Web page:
top of page

Guest Post: Genetic Brain Profiling by Chantal Deacon Daniel

The importance of being seen and heard…of being recognised for our uniqueness…of learning to embrace our differences… These simple concepts play in my mind so often when I think of young children navigating life and school. We are all different, unique human beings, and yet we are so often expected to “be the same” and fit into the same narrow confines of how we are expected to behave, communicate and particularly, learn in school. 


If we can find ways to understand our differences, see them as unique strengths rather than barriers and use them to our advantage we have the opportunity to change our children’s belief in themselves and potentially open their lives up to a world of future opportunities that may not have been possible.


My family’s personal experiences of trauma and loss with the sudden death of my husband lead me to the discovery of this unique tool[1] when I needed help in supporting my children through this tumultuous time. The insights we gained were enlightening and allowed me the confidence to make the changes that have improved our quality of life, family dynamics and the learning abilities of my children dramatically. My background which includes studies in psychology, coaching and nutrition enabled me to take on the training of this tool and incorporate it into the work I do which has been such a privilege. 


Genetic Brain Profiling (GBP) is a tool, it is not an assessment. Rather, through a series of questions and activities, we are confirming a person’s genetic dominance or preference with regards to hemisphere, hand, foot, eye and ear. This preference develops in-utero as part of the survival gene and impacts subtle differences in how we receive information, process information and how we express ourselves and communicate. 

GBP has 32 different profiles and we include three sub types relating to temperament, which impacts the expression of the profile. This ultimately means we have 96 different profiles to work with. Each profile is unique and so much more than the sum of the parts, meaning that although each modality might be linked to certain preferences or behaviours, how they intersect in each profile is where we find most of the beneficial insight. 


Understanding these profiles helps us to see how a person may have a preference in communication style, if they have a natural attention to detail or not, if they have strong ability to visualise and conceptualise, if they are highly sensitive to the emotions of others, how they handle conflict and so much more.


One of the areas of particular benefit is understanding how each profile is affected under stressful conditions and what is most likely to cause stress for the individual. This can help us to recognise which children need extra support and tools for coping – particularly under exam pressure as the non-dominant hemisphere is largely affected when under stress. Some children also need allowance for more movement under stress.


In a perfect world we would love to first determine a child’s profile at the age of 4 years old before they even start school. One of the benefits of this tool that sets it apart, is that we are able to use it from this young age. This helps us to understand what their unique needs are to set them up in a school system where we can ultimately encourage optimal learning. This can assist with where they should sit in class, managing visual distractions, which child will be more sensitive to assist others, which child will be more impatient (frustrated), which child will need a quieter environment and so on. Many parents and teachers find peace of mind in this information.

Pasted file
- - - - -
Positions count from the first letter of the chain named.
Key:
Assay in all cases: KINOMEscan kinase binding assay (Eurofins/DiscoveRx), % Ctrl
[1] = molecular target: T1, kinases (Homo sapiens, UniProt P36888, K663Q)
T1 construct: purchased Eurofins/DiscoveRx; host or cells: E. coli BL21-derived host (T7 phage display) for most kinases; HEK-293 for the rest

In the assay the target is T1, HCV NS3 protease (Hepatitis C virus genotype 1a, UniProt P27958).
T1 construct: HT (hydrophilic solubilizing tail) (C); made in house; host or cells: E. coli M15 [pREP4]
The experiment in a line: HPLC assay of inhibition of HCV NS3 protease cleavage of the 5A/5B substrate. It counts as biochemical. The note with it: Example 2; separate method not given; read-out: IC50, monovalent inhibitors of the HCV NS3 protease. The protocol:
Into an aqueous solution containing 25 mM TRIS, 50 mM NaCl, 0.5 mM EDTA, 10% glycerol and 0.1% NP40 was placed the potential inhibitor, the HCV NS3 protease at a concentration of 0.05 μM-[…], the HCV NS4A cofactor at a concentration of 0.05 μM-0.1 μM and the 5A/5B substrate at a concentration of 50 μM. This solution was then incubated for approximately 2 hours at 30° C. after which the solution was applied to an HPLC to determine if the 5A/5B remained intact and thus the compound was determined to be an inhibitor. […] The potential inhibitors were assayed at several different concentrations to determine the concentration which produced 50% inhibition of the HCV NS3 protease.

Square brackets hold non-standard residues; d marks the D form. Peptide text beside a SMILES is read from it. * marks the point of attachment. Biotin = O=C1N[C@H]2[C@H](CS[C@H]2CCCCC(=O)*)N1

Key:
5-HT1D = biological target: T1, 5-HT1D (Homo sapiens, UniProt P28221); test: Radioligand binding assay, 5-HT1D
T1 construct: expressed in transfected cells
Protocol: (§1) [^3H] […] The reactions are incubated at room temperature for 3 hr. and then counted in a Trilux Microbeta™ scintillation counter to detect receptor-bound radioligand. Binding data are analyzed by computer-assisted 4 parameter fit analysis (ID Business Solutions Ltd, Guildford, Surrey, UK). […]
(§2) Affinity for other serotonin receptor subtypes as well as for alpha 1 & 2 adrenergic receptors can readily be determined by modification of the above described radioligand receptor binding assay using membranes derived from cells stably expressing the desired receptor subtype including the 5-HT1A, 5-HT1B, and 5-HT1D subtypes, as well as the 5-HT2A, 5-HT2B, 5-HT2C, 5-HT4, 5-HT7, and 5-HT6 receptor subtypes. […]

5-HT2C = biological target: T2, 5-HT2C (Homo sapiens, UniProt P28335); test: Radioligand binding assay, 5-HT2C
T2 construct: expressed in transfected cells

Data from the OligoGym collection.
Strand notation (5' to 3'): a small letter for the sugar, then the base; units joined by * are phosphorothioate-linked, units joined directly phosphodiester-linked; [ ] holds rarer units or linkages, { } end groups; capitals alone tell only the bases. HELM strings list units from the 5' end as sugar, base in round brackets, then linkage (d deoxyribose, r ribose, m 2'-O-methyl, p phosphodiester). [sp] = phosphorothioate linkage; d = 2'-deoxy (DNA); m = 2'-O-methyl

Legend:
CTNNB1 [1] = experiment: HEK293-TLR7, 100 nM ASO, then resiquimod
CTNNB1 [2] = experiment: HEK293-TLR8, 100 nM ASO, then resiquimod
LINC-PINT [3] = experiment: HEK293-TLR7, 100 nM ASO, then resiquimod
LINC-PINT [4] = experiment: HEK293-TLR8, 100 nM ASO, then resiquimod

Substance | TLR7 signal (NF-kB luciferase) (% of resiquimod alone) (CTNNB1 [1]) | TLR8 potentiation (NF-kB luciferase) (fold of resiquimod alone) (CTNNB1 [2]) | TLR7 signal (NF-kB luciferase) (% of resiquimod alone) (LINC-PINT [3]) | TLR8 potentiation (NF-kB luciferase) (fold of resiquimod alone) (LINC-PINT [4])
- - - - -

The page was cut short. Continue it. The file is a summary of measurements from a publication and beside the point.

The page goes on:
From grade 4 onwards we can assist with study skills techniques and help children to find methods that work well with their particular style of learning. We also often see children for subject choice advice and then career choice guidance as well. This is a very useful process as we are able to use the information gained from the profile, alongside the subjects, marks and students interests to assist in providing clarity when there is confusion.

Knowing your profile and dominances can add value at any stage of life. Many adults find the information useful when making life, career and relationships changes, and even for personal growth and self awareness.


The ultimate goal is that the insight gained through the process is liberating and that the knowledge assists you within the framework of the broader context. Part of looking at the bigger picture is helping families to broaden their knowledge about brain health and how we can optimally use our brains and how nutrition and lifestyle impact our brains as well. Factors such as sleep hygiene, screen-time, nutrition, exercise and hydration all need to be considered. It is also often beneficial for parents to know their own profiles in order to fully understand the dynamics of the family.


In the end, GBP is one tool in a world of many and the information is never diagnostic but rather a means to further understand, reflect and explore the intricacies of ourselves and loved ones. The beauty of this tool is that it often creates the “space” for acknowledging our differences and learning how to approach and communicate more effectively within a family, school or place of work. Our aim is to use this knowledge to work on increased confidence and self-belief in children particularly when they feel “different” whilst simultaneously providing techniques, support and strategies for any vulnerabilities.


Find Chantal at:

Naturally Nourished

Cell : (+27) 828075527 South Africa


[1] Developed by Dr Annette Martins (influenced by Dr Carla Hannaford and Ned Hermann’s work) who has a doctorate in Education with specific specialization in Curriculum Development


bottom of page